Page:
THE DAILY SHOW WITH JON STEWART
11 p.m. Monday through Thursday
THE COLBERT REPORT
11:30 p.m. Monday through Thursday
The heart of "The Daily Show With Jon Stewart" and "The Colbert Report" is the timely wit and satire they bring to current events and, particularly, politics. It was assumed, therefore, that the two shows would be hurt more by the writers' strike than even the late-night talk shows. However, the first outings for both series indicated that, even with an empty writers' room, the jokes and humor were about as solid as ever.
Stewart will inevitably face the wrath of WGA members for crossing the picket line to bring "The Daily Show" back on the air. At the same time, he gave striking writers something to think about: Is it really anti-union to devote most of the show to arguing the union position?
Putting aside the impulse to catch viewers up on two months of politics, Stewart instead gave the lion's share of Monday night's program to arguing the logic of WGA demands and mocking the AMPTP stance. He explained sarcastically that writers were being denied even a portion of the $1.99 charged to download "The Daily Show" because the charge is not for content but for shipping and handling.
For good measure, during an interview with Cornell University labor professor Ron Seeber, Stewart practically pleaded with the WGA to make him, a non-practicing Jew, the same kind of deal it made with David Letterman. That pact allowed Letterman's writers to return. Not to make the deal may be anti-Semitism, Stewart suggested. "The whole reason I got into this business is because I thought we controlled it."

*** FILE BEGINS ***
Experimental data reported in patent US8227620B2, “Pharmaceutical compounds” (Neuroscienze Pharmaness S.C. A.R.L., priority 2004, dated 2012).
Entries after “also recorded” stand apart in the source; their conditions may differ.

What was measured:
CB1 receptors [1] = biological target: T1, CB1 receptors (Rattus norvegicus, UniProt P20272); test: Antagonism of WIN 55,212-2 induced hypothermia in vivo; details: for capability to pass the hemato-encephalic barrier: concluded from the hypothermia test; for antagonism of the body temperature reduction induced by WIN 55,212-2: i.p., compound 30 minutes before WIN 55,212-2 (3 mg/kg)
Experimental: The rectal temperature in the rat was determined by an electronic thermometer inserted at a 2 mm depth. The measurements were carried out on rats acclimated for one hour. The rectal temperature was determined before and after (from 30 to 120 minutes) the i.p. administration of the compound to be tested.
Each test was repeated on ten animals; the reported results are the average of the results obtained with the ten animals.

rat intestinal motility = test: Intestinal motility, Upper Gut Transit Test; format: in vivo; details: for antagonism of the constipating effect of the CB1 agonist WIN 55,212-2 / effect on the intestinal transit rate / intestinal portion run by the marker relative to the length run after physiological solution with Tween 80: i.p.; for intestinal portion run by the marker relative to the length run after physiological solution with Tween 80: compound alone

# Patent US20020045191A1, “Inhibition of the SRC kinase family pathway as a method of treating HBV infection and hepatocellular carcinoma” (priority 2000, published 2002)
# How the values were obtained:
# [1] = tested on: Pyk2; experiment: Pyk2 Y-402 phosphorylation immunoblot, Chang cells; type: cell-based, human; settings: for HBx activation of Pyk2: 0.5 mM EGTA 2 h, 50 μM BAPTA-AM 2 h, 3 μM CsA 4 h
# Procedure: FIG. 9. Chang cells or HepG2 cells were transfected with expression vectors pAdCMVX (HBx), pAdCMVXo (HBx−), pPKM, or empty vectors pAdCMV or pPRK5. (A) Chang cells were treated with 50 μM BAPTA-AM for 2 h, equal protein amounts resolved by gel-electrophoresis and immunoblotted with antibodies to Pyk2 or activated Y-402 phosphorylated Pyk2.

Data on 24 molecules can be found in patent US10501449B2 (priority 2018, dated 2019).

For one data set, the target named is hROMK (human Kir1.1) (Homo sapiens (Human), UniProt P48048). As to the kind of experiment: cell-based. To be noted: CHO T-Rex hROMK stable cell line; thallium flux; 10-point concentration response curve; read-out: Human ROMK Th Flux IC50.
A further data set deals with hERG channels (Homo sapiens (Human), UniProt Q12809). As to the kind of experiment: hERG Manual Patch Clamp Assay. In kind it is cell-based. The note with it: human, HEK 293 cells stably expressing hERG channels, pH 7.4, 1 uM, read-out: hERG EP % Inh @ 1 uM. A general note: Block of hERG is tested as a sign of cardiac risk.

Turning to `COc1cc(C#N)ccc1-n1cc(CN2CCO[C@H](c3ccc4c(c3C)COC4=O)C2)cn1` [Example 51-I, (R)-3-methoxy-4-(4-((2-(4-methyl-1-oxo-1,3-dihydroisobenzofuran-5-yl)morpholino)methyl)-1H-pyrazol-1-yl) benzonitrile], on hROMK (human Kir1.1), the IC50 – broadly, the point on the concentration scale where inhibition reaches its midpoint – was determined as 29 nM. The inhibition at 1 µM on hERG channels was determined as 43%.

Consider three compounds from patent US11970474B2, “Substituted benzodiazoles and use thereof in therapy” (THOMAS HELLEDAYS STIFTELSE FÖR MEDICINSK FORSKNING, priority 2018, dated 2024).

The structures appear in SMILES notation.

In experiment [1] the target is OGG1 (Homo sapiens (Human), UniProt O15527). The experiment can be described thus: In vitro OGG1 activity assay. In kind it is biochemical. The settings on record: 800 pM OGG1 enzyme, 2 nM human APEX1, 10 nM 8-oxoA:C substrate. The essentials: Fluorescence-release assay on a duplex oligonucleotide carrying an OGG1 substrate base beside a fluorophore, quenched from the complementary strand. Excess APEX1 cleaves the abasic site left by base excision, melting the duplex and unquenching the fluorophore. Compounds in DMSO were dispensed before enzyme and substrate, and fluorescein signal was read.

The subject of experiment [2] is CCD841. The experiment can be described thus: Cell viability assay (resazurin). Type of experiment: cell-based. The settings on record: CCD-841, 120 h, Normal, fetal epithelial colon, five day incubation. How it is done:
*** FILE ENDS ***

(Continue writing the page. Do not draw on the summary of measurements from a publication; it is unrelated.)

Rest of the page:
The clever lines, sight gags and flow of the program belied any notion that this was one long ad lib. Joked Stephen Colbert, in a tease that preceded "The Colbert Report," "I'm very alarmed at how prepared you seemed."
Colbert, whose TV persona is a conservative union-basher, suggested his return to the show was an act of consistency. However, he, too, alluded to the importance of his writers. "I don't need my writers," he said, "which brings me to tonight's word." At that point, the split screen was blank where the night's word normally would be.
Earlier, during an interview with Andrew Sullivan of "The Atlantic" magazine, Colbert chided Democratic candidate Barack Obama for being willing to talk with the leaders of Iran and Syria but refusing to be a guest on "The Colbert Report."
Not all candidates are following Obama's lead. Reportedly, Republican Mike Huckabee has been booked on Colbert's show for Wednesday. Stewart will alter the name of his show during the strike, turning "The Daily Show" into "A Daily Show." And Colbert, in solidarity with writers, will pronounce the last letter of his name. But the fact remains that both shows offered significant evidence that the contribution of their writers is at least slightly overrated.